FDA recommends that manufacturers of certain reusable life-supporting or life-sustaining EUA or Enforcement Policy Devices submit a “notification of intent” informing FDA whether or not they will submit a marketing submission to support the continued distribution of such devices. If a manufacturer does not intend to submit a marketing submission, the notification should describe plans to discontinue distribution, restore the EUA or Enforcement Policy Device to a legally marketed version, provide updated labeling, and other measures to address or mitigate potential risks relating to modifications made with respect to the EUA or enforcement policy. In addition, FDA requests that each manufacturer include a “transition implementation plan” as part of each marketing submission for an EUA or Enforcement Policy Device. The transition implementation plan should provide the following information:

  • Estimated number of devices distributed;

  • Benefit-risk based plan for disposition of distributed devices in the event FDA issues a negative decision on the marketing submission; and

  • Plans for addressing distributed devices in the event FDA issues a positive decision on the marketing submission.

In particular, if changes or modifications to already-distributed EUA or Enforcement Policy Devices will be necessary to comply with the specifications described in the marketing submission, the manufacturer should discuss plans for the correction or removal of such devices from the marketplace. Additionally, FDA may request that a manufacturer initiate a recall of already-distributed devices where necessary.

Finally, for EUA or Enforcement Policy Devices that are discontinued after the implementation period ends, FDA does not intend to request market removal of such devices distributed before the end date if they fall within one of the following categories:

  • Single use, non-life-supporting/non-life-sustaining devices that are consumed by the end user.

  • Reusable, non-life-supporting/non-life-sustaining devices that are restored to their legally marketed versions or for which updated labeling accurately describing the product features and regulator status (i.e., that the device is not FDA-cleared or approved) is made publicly available.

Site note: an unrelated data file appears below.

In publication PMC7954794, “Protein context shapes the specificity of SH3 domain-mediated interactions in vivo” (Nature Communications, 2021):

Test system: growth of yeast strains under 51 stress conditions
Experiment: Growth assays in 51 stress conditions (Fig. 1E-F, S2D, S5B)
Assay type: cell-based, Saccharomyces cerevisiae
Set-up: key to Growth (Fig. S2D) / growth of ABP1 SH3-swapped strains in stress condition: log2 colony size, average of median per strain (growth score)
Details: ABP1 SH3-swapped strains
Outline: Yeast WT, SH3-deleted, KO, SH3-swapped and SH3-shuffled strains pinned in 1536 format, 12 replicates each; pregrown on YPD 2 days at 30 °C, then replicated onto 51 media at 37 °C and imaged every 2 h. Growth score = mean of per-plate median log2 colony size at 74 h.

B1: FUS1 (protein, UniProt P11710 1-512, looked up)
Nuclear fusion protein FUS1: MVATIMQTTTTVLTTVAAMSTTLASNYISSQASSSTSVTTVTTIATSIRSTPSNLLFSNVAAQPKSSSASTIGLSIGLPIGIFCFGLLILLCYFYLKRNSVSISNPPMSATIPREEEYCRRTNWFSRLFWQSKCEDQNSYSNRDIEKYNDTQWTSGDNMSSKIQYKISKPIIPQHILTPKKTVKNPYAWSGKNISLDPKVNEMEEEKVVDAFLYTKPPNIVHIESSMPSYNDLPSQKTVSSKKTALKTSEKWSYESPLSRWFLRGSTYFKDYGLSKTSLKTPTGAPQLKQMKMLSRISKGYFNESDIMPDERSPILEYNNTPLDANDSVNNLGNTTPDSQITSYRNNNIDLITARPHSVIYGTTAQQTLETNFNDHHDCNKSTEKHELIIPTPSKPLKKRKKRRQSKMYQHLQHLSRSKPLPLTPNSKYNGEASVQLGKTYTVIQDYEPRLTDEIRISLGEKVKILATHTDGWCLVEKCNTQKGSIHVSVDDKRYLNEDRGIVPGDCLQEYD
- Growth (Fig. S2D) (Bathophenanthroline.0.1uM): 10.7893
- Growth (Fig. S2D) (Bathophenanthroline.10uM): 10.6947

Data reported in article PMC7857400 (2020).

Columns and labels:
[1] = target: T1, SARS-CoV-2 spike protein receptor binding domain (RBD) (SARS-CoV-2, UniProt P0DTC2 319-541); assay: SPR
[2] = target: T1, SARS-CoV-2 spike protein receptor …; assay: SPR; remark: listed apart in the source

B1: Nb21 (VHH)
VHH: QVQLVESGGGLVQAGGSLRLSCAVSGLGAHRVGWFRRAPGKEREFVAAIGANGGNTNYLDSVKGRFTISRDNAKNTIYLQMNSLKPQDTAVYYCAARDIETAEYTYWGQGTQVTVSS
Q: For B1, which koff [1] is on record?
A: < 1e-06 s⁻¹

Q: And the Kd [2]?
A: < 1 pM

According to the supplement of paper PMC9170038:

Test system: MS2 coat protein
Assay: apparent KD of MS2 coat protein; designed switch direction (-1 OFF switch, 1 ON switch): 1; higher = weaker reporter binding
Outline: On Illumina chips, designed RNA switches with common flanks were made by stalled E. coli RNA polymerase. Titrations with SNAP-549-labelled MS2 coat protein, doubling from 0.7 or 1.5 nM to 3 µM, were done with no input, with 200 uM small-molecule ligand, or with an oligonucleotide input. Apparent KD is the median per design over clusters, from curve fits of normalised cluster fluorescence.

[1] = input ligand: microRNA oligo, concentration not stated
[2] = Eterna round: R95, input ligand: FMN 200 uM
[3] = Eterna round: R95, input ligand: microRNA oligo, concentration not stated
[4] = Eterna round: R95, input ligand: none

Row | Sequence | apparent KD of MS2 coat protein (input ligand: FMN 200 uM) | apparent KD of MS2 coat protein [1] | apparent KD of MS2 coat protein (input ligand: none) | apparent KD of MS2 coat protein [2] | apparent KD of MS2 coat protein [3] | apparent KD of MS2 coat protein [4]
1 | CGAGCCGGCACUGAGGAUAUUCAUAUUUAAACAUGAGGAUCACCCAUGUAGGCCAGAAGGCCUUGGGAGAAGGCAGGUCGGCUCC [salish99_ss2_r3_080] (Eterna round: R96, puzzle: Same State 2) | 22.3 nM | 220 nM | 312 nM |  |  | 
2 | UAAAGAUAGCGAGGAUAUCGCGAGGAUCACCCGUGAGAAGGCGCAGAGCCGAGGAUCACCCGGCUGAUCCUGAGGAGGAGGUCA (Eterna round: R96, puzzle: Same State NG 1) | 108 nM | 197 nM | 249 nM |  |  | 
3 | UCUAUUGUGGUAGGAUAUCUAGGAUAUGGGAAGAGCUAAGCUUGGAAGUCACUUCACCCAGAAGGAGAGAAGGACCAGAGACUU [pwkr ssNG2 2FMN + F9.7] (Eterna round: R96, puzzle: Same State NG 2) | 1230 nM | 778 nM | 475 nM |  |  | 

• Reusable, life-supporting/life-sustaining devices that are restored to their legally marketed versions or that have physical copies of and publicly available updated labeling accurately describing the product features and regulatory status (i.e., that the device is not FDA-cleared or approved).

  • In vitro diagnostic devices that are used for no more than the earlier of 2 years after the EUA termination date or the expiration date.

Although 180 days for the transition period before the termination of COVID-19 EUAs and FDA enforcement policies seems like a considerable amount of time, manufacturers will need to prepare substantial marketing submissions, including new information requested by FDA in the Transition Plan Guidances, and in some cases implement appropriate systems and controls to ensure compliance with applicable device regulations by the end of such period. On December 21, 2021, CDRH reported that it has issued more than 1,900 EUAs for devices during the pandemic and that it continues to receive over 100 EUA requests per month, so there will likely be a significant resourcing issues if all marketing submissions for EUA and Enforcement Policy Devices are submitted towards the end of the transition period, rather than on a rolling basis. The release of the Transition Plan Guidances marks the beginning of FDA’s preparations for the transition, so manufacturers of EUA and Enforcement Policy Devices should likewise start their own preparations by becoming familiar with the guidances, considering whether to continue distribution of such devices after the transition period, and beginning to develop plans for compliance with the conventional device regulations.

FDA is currently accepting public comments on the Transition Plan Guidances, and it has scheduled a webinar for stakeholders on the plans for February 22, 2022. Anyone interested in commenting to either or both draft guidances should submit their comments to docket FDA-2021-D-1118 for the enforcement policy Transition Plan Guidance and to docket FDA-2021-D-1149 for the EUA Transition Plan Guidance.

©1994-2023 Mintz, Levin, Cohn, Ferris, Glovsky and Popeo, P.C. All Rights Reserved.National Law Review, Volume XI, Number 361
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About this Author

Benjamin Zegarelli Health Care Attorney Mintz Levin
Associate

Benjamin provides counsel on compliance and regulatory issues to clients in the pharmaceutical, medical device, and biotech industries. With a clear focus on FDA regulatory counseling, Benjamin advises a breadth of health care industry clients on the federal and state laws surrounding manufacturer product development and marketing. His practice also includes advising clients on research approval, sales, and negotiating contractual relationships.

Benjamin has experience representing medical device companies in responding to significant unfavorable inspection observations, sometimes...

212-692-6261